It's a helpless feeling when you're on the other end and you know someone is being abused in any way. Feeling like there is nothing you can do. The truth is, there really isn't much you can do. You can't force an adult to leave their marriage. You CAN talk, listen, and try to get them to go, but short of kidnapping, they have to come to it on their own. Just be there and try not to just write them off. Just let them know that there is no pressure and you're there whenever they need you. It's all you can do. Make sure they are aware of all the resources available.

Lastly, for those who are questioning or know they're being abused- There is help. THERE IS HELP. Even if you think it's hopeless, that he'll find you, that you won't be able to get away. It isn't true. I once knew someone who was told repeatedly over many years that she'd be left with no money, no home, he'd take her kids, he'd ruin her life. No one has that much power. She could've rolled the dice and taken her chances. She never did and never felt the freedom of happiness. She never got to live a life with the kind of love she deserved.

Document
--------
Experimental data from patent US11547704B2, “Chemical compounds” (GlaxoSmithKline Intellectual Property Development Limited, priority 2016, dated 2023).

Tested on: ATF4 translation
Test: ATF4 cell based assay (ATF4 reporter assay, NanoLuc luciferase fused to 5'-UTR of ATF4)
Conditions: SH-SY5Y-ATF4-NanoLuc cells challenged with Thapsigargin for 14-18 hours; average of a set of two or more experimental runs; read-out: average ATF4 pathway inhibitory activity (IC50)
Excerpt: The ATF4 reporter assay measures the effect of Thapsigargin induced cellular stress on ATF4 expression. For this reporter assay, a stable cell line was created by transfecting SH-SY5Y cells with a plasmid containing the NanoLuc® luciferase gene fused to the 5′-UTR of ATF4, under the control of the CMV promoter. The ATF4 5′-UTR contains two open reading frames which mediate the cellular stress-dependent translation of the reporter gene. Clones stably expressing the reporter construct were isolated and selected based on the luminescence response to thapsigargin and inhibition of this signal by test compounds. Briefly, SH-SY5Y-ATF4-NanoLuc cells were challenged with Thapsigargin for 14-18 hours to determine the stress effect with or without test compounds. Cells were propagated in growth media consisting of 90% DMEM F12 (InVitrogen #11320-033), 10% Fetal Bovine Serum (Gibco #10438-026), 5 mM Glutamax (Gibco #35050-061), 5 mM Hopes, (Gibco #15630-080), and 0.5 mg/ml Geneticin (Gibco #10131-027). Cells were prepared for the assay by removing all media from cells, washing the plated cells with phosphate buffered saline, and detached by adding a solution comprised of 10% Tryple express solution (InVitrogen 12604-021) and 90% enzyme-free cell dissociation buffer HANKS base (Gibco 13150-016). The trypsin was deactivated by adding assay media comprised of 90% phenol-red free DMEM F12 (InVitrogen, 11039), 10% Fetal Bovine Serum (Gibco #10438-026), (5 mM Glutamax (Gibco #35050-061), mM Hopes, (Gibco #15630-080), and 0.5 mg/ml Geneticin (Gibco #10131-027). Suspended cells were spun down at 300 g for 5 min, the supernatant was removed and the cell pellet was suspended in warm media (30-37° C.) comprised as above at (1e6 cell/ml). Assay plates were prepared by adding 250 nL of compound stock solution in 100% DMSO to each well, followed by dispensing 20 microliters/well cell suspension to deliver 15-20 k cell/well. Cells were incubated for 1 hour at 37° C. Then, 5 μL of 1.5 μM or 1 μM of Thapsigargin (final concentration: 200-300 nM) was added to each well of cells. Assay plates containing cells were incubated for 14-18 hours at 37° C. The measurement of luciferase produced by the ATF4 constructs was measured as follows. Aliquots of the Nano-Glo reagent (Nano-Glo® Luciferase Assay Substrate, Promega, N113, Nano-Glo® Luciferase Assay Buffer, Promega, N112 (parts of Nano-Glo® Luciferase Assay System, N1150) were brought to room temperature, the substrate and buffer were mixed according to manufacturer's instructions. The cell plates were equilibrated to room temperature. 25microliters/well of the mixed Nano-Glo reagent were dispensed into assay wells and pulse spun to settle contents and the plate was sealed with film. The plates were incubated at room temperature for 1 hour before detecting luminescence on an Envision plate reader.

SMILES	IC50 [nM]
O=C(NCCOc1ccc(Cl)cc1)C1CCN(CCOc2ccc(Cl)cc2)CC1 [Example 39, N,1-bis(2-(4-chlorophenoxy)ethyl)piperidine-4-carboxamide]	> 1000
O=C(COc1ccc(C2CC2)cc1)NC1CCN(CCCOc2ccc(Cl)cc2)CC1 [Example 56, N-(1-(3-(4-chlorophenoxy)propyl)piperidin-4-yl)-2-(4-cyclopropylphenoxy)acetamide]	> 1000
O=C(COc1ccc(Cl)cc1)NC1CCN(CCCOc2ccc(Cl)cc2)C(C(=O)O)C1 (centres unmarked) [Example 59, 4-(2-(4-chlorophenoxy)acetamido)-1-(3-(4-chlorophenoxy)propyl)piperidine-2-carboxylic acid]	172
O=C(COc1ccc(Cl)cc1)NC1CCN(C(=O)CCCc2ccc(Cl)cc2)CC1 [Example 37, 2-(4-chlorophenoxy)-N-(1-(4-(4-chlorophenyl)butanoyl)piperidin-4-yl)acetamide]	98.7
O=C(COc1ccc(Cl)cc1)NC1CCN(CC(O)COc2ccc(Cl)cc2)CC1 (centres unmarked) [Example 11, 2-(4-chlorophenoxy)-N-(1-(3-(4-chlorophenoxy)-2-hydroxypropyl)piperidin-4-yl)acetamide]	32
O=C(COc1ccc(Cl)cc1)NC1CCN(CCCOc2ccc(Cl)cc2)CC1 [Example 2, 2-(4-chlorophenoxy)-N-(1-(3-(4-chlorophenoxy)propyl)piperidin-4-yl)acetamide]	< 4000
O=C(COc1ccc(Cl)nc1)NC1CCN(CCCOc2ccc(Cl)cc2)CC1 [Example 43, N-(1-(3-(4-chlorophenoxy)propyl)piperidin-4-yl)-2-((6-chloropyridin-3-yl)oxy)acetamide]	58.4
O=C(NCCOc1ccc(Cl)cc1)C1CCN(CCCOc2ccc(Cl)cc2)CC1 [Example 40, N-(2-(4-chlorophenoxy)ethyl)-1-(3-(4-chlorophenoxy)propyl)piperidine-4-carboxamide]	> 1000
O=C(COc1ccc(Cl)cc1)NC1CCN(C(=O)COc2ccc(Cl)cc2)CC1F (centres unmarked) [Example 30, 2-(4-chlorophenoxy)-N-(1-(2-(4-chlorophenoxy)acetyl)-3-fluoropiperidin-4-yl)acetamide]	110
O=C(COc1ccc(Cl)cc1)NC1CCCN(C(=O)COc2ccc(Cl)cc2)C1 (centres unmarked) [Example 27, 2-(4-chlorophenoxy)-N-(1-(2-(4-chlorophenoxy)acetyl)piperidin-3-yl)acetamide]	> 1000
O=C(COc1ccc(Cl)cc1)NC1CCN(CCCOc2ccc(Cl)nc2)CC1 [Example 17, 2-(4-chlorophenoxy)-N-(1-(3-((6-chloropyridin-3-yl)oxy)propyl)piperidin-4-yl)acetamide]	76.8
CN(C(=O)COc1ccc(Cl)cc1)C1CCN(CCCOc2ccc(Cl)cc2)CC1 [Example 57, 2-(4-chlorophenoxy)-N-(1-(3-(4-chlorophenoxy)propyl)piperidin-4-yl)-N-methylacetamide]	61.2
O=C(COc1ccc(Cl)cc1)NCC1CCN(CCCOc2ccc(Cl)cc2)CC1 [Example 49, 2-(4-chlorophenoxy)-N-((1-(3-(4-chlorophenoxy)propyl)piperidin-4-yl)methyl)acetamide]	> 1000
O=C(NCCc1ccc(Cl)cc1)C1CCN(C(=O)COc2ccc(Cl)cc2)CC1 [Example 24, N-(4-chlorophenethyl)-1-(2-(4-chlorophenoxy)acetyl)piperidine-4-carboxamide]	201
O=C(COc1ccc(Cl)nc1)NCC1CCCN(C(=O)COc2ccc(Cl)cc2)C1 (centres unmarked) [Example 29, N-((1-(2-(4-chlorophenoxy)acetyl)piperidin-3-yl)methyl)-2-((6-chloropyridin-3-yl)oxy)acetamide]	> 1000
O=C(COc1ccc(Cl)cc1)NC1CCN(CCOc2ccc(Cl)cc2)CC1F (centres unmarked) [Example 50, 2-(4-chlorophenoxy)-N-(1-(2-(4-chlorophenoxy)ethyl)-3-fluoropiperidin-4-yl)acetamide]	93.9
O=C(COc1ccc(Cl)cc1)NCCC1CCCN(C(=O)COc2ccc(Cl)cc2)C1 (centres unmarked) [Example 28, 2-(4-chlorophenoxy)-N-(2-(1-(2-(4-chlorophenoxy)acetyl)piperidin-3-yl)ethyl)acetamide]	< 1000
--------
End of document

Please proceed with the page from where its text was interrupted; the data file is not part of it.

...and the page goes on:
There. Is. Always. Help. Trust someone. Trust yourself. If you're not sure if you're being abused, call a hotline and talk about it. You're worth more.

Resources for Domestic Abuse:





Go Fund Me site for Christine: http://www.gofundme.com/forchristine

Tuesday, December 16, 2014

Early Gift

 I've written about Melinmade sweater coats a few times already. But y'all know how I am when I love something. I loved all her coats but there wasn't one that really STRUCK me that I felt I HAD to have for me. I'd think, "I like it a lot, but what else does she have...". If I got one, I wanted to KNOW I got The ONE.

I'd corresponded with Melinda a few time and mentioned I'd like something with burgundy and blues. Just no tan, brown or beige of any kind.

She messaged me a week or so ago and said she made one, with me in mind, in my size, and if I could, to come take a look when she was showing in Wayne, this past Sunday. She wanted me to come see, try it on, and then if I wasn't going to take it, she wanted to be able to put it out for sale early in the show.

I went to Wayne. The coat is now MINE. I love it. It's perfect. I didn't know exactly what I was thinking when I was trying to dream up what would be the perfect one, but when I saw this one- I knew. It's ALL my colors. I can wear it with any of my casual or nicer boots and pretty much my whole closet would match.